Dear Sophomore Class

An open letter to the 10th grade about the struggles of being a teen.

An+example+off+what+could+happen+to+any+student+at+any+school.

Evanthia Stirou

An example off what could happen to any student at any school.

Reese Williams, Staff Writer

An open letter to the sophomore class: 

Being a teen is hard. And you know what’s even harder? Being a teen and dealing with drama. We all have dealt with it, and none of us like it. The only fortunate thing is that people say the melodrama gets better (after we graduate). 

Going into high school, I thought all of the petty issues of middle school like the gossip, cliques, rumors, unkindness, and bullying were over. Well, it’s not (for most) and the funny thing is, I am not sure it ever will be. 

 It’s no mystery that over the past year and a half, there has been a heightened sense of teen drama in the sophomore class. To better understand that social dynamic, I asked some of my peers for their opinion on this particular problem— How do you see it? What causes it?  What can we do to make it better?

Most of the answers went something like this: “It’s real” and “There’s a lot of drama” and “We can improve” and “People can be controlling when it comes to group activities.” 

And that brings me to my point: Why are we allowing ourselves to spend our last few years together in this— as Brittany Spears put it—  “toxic” environment?

Let’s be real here, everyone makes mistakes. We know that because Hannah Montana told us when we were five. The problem is that some of our “mistakes” seem to have something unkind rooted behind them. That’s where the real problem lies: we as a class say and do things that hurt other people’s feelings.  

And we do it often.

It’s not that any one person or even group is “bad,” it’s just that there seems to be a common trend of unkindness among our grade that could be avoided if everyone identified it and put the effort in.

 So what exactly is it that causes this dynamic?  Let’s just pretend here for a second. What if there was a sophomore student named Larry.  Here’s an example of what Larry could have experienced in the last year and a half, based on the conversations I’ve had with sophomores regarding our group dynamic.

Going into freshman year, Larry, a wide-eyed 14 year old, was pumped to be out of middle school. After the first few weeks, Larry realized that things might not be just like the movies: school was really hard and he had a hard time making friends.  He found his grade was very, let’s just say, “loyal,” to their friends.

Eventually, after the rigorous process of finding friends, Larry had to deal with people making fun of him because he is a part of, let’s say, competitive cheerleading (or chess club, or rowing; the list goes on).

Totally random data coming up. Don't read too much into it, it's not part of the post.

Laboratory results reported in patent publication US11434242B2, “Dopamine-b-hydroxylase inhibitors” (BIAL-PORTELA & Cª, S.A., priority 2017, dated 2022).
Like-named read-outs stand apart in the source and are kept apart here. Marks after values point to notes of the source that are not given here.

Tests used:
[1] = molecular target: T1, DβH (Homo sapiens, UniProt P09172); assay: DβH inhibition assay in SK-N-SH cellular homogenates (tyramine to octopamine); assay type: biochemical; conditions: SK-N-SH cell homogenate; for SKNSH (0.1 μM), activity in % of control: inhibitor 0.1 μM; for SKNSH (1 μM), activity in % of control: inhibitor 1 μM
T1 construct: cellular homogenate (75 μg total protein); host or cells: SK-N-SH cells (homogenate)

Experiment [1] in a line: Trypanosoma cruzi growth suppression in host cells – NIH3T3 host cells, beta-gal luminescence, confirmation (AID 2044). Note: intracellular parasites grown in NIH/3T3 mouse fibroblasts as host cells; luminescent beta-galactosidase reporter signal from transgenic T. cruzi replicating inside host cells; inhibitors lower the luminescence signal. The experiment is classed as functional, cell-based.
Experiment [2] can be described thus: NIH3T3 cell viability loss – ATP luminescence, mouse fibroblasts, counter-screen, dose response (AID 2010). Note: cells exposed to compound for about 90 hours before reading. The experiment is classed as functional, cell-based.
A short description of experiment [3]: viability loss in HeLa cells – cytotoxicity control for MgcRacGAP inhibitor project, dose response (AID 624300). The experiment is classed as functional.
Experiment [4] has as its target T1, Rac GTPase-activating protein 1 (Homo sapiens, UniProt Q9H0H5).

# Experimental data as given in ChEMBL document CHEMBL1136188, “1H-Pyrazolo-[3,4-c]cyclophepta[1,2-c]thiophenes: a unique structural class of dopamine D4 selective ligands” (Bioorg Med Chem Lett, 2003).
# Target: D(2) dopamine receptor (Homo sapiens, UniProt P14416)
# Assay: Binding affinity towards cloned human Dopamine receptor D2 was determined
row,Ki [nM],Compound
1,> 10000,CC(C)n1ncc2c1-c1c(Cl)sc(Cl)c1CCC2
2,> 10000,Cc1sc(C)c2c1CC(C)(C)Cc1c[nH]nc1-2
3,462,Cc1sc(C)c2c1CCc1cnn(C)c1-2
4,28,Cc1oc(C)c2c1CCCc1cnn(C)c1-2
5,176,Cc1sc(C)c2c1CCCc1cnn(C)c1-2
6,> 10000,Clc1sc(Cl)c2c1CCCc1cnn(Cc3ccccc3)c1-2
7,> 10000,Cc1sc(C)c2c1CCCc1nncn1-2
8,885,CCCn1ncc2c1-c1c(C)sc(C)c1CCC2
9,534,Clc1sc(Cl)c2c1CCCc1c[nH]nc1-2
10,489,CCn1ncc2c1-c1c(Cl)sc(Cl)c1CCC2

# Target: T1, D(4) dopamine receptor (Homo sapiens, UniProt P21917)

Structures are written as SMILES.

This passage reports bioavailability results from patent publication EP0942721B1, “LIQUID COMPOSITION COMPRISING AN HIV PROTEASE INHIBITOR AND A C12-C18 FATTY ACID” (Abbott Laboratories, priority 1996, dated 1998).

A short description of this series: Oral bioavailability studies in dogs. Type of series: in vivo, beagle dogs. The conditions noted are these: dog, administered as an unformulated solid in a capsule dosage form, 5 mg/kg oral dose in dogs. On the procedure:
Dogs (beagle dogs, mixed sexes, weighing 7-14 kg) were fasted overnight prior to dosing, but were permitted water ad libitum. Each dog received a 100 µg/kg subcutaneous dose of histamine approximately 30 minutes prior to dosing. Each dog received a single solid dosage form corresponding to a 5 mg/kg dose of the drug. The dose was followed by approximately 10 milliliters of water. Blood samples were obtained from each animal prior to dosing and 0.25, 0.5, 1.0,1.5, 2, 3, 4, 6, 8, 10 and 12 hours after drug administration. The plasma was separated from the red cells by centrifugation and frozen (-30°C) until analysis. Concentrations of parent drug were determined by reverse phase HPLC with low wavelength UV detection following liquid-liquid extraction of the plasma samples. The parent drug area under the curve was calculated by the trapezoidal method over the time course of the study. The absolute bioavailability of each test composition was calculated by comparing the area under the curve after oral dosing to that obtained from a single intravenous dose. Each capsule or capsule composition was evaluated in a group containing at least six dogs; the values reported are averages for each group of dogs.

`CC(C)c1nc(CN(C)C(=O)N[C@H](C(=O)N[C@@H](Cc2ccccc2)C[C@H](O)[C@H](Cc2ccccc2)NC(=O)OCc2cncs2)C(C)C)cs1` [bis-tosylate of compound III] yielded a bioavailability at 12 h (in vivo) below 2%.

People called him mean names and gossiped about him behind his back. It turns out that even his friends were talking about him.  It didn’t seem like a big deal to his friends, but it was to him.  

Now, you might be thinking: Why tell us a random story about a kid who doesn’t even exist? 

Well, the simple answer is the words that you choose to say to someone or behind their back could cause them to question their choices and lower their self-esteem. You know the saying “sticks and stones may break my bones but words can never hurt me?”  Well, news flash: Words do hurt people.  What happened to Larry happens, in one form or another, to real sophomore students here and beyond. 

Another problem, according to the conversations I’ve had with peers, is that people don’t feel heard.  Think social events like homecoming week, class activities, and the social scene as a whole. For many, it feels like there is an imbalance in power. Some people seem to have all of the power to say what they want to happen, or “how things are,” and others have no say at all.  And no one has the courage to speak up.  

It would be easy to blame a few, but the truth is, we are all to blame. We need to listen to each other so everyone feels heard, and we need to speak up to be heard.  We need people to have courage and freedom.    

Yes, it is hard, but we can have an environment where everyone can feel comfortable to be their authentic self.

The main message that I am trying to get across is that we are a team. To be successful as a team, we have to work together. We have to listen to one another and be kind to one another. So, take this message how you may, and remember you’re awesome, so let some of that awesomeness improve our sophomore class.

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